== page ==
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Collecting pieces around something I call “green window project”.

Moving into a very small flat in Tokyo, with no good view outside? Ideas of using computer screens to replace windows are coming up. Most interesting is to collect content: waterfalls, nature and so on, free content. Kickstarter projects are also around: .

TV or monitor?

Should a monitor or TV be used?

  • 24“ and smaller, TV and monitor are equally expensive, but only TVs are available at bigger sizes
  • Are 1920×1080 pixel enough? Using 4k will bring in the issue of having to supply the resolution.
  • 4k nonitors are worse with contrast apparently
  • monitors also have USB-hub usually
  • C'T 11/2015 has optimized settings for TV: Samsung UE40HU6900S

TV settings

Many settings of a TV are not appropriate here. Example: Samsung UE40HU6900S

  • Βy default, the picture is cropped on all 4 edges. This can be fixed in the menu: picture/picture format/picture format: adapt
  • picture is optimized for TV by default, not monitor. To tune (german):
    • Einstellungen / Bild / Hintergrundbel.: 6, Kontrast 90, Helligkeit 45, Schärfe 0
    • Bildformat: Bildanpassung
    • Erweiterte Einstellungen: Optimalkontrast: aus, Nur RGB-Modus: aus
    • Bildoptionen: Farbton: Warm2, Digital aufbereiten: aus, MPEG-Rauschfilter: aus, HDMI-Schwarzpegel: gering, Motion Plus: aus


The bigger the better, but..

  • higher resolutions are also harder to supply with compute devices
  • higher resolution content for the “greenwindow” is rarer
  • intel Haswell desktop cpus for desktops can supply UHD-resolution 3840×2160 with 6hz via DisplayPort (mobile cpus support this only since Broadwell - but not Celeron/Pentium, here only 1920×1200 and 2560×1600 are allowed via DisplayPort)
  • maybe the TV/monitor can independently display the content when i.e. supplied via USB/nfs- or samba share.


Bringing audio, video or pictures to the TV/monitor

  • TV/monitor The device itself is able to show a picture show or the desired videos.
    • one can supply media on a usb stick or usb harddisk.
    • A DLNA server on a linuxbox can export directories with media files, the TV can then display it. Works also for 4k material - but a busy wlan does not provide the required bandwidth. This is what I use mostly. Simple. “dnf install -y minidlna; vi /etc/minidlna.conf; systemctl start minidlna”
  • arm raspberry pie 2 is reported to to 4k with 15fps according to this, additional hardware used? The kickstart project uses an intel core cpu.
  • x86 I have an unused thinkpad around. It has displayport output, but no usable audio. Do USB graphiccards for 2560x and higher resolutions exist?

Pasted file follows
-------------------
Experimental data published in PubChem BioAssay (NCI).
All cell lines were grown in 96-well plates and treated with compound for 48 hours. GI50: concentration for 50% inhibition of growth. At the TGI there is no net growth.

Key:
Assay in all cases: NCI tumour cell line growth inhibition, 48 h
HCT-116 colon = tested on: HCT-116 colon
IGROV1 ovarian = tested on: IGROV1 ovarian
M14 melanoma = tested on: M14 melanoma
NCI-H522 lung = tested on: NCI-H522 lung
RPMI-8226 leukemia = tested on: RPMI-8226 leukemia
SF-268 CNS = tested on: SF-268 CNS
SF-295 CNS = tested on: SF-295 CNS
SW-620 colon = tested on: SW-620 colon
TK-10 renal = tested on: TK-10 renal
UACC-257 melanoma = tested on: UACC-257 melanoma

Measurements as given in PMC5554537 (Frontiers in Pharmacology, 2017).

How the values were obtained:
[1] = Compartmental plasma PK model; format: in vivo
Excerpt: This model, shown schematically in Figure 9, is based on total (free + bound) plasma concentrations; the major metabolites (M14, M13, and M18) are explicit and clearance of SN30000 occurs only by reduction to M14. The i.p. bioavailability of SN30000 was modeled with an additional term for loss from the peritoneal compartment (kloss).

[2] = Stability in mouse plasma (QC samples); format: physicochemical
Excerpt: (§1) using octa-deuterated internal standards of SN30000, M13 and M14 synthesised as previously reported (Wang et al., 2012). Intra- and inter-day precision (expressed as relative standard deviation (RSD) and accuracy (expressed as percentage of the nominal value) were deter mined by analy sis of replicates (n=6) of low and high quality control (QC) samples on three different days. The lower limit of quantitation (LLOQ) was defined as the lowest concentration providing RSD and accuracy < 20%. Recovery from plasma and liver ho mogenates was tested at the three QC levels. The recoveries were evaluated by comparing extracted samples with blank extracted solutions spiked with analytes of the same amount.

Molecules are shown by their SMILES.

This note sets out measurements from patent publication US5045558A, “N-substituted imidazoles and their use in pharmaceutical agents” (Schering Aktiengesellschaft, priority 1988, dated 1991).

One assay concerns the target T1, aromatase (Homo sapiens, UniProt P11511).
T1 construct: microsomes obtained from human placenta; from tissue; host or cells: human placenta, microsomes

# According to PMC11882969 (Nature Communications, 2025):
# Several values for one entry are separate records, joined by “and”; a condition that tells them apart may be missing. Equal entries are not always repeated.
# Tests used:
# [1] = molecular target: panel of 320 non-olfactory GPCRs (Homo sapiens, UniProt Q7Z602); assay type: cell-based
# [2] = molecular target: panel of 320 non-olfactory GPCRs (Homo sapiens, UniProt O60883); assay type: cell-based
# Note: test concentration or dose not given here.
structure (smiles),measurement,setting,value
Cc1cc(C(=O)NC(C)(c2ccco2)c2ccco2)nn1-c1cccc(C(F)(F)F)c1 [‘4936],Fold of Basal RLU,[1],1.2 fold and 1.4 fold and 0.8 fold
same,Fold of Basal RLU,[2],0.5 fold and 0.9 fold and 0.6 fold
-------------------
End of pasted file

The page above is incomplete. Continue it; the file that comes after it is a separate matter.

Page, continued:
• HDMI1.4 can do 4k resolutions with 30hz, 1920×1080 with 60Hz
  • HDMI2.0
    • can do 4k resolutions with 60hz (some monitors with HDMI2.0 just entered the market)
    • only a few highend graphiccards support output to HDMI2.0
  • Displayport1.1 does 4k resolutions with 30hz, the thinkpad x230 has an Intel(R) HD Graphics 4000 which only supports Displayport1.1a
  • Displayport1.2 does 4k resolutions with 60hz, most 4k monitors are capable of this mode
  • Displayport1.3 and Embedded Displayport 1.4a support 5k and 8k resolutions, but as of now no hardware supports it
  • DVI can only transport 2560×1440 with 60Hz to the monitor


The content should be free.

  • pictures:
    • A script, searching google image search for “nature” and displaying the results?
    • Script displaying random pictures from the harddisk, that have high resolution?
    • script displaying flicker pictures, i.e. from Hidehiko Sakashita /
  • video: youtube, playing waterfalls or tree scenes? Is there better free content?
  • audio: a media player
  • weather: seeing videolike what the weather is: for example for Tokyo

bringing content into the TV

Many computers like the thinkpad x230 here still have displayport 1.1a or other output which does not provide 4k resolution.

  • Miracast is the right protocol for mirroring a device to the TV. Yet, Linux as source is almost unusable. Was only reported to have worked on one wlan model.
  • minidlna can offer video files to be played. Yet, still no live streaming of a computer screen. The DLNA protocol might specify also streaming types.


  • xrandr: I use xrandr directly to configure the screen connected to Linux: `xrandr –output HDMI1 –auto –below LVDS1`
  • pulseaudio: The snd_hda_codec_hdmi module provides here the audio output. After turning the TV off, the audio output often appears as “unplugged”, even the TV is turned on again. Hacky workaround: `xrandr -s 0; xrandr –output HDMI1 –auto –below LVDS1`
snippets/greenwindow.txt · Last modified: 2021/03/23 12:22 (external edit)